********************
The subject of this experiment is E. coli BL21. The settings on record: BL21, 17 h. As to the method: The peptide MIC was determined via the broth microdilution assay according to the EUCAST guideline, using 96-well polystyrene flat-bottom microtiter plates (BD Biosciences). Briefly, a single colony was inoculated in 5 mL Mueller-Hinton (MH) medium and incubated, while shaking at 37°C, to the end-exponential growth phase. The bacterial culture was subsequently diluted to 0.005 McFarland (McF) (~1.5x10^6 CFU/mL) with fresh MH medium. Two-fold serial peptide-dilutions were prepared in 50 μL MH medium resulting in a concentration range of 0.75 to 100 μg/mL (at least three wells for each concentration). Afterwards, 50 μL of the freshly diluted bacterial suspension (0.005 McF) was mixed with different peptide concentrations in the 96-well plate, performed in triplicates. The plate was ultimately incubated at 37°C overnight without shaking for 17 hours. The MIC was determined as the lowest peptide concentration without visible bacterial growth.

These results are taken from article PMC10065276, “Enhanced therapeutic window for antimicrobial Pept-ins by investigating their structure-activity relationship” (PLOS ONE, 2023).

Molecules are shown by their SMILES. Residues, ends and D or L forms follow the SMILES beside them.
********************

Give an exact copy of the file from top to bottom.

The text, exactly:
The subject of this experiment is E. coli BL21. The settings on record: BL21, 17 h. As to the method: The peptide MIC was determined via the broth microdilution assay according to the EUCAST guideline, using 96-well polystyrene flat-bottom microtiter plates (BD Biosciences). Briefly, a single colony was inoculated in 5 mL Mueller-Hinton (MH) medium and incubated, while shaking at 37°C, to the end-exponential growth phase. The bacterial culture was subsequently diluted to 0.005 McFarland (McF) (~1.5x10^6 CFU/mL) with fresh MH medium. Two-fold serial peptide-dilutions were prepared in 50 μL MH medium resulting in a concentration range of 0.75 to 100 μg/mL (at least three wells for each concentration). Afterwards, 50 μL of the freshly diluted bacterial suspension (0.005 McF) was mixed with different peptide concentrations in the 96-well plate, performed in triplicates. The plate was ultimately incubated at 37°C overnight without shaking for 17 hours. The MIC was determined as the lowest peptide concentration without visible bacterial growth.

These results are taken from article PMC10065276, “Enhanced therapeutic window for antimicrobial Pept-ins by investigating their structure-activity relationship” (PLOS ONE, 2023).

Molecules are shown by their SMILES. Residues, ends and D or L forms follow the SMILES beside them.